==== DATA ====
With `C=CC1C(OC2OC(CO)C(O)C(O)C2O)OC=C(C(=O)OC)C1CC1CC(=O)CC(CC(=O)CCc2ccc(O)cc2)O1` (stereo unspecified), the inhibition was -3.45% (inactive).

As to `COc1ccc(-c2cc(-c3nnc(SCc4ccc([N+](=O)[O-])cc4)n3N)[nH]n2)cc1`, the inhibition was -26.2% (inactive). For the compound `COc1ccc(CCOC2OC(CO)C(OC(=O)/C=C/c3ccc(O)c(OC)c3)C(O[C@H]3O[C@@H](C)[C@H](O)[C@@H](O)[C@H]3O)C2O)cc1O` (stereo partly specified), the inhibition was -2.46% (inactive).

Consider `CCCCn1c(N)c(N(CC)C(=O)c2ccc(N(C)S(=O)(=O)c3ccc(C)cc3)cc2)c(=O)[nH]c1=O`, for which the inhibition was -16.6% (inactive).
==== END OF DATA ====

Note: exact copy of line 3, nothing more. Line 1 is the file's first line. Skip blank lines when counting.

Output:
Consider `CCCCn1c(N)c(N(CC)C(=O)c2ccc(N(C)S(=O)(=O)c3ccc(C)cc3)cc2)c(=O)[nH]c1=O`, for which the inhibition was -16.6% (inactive).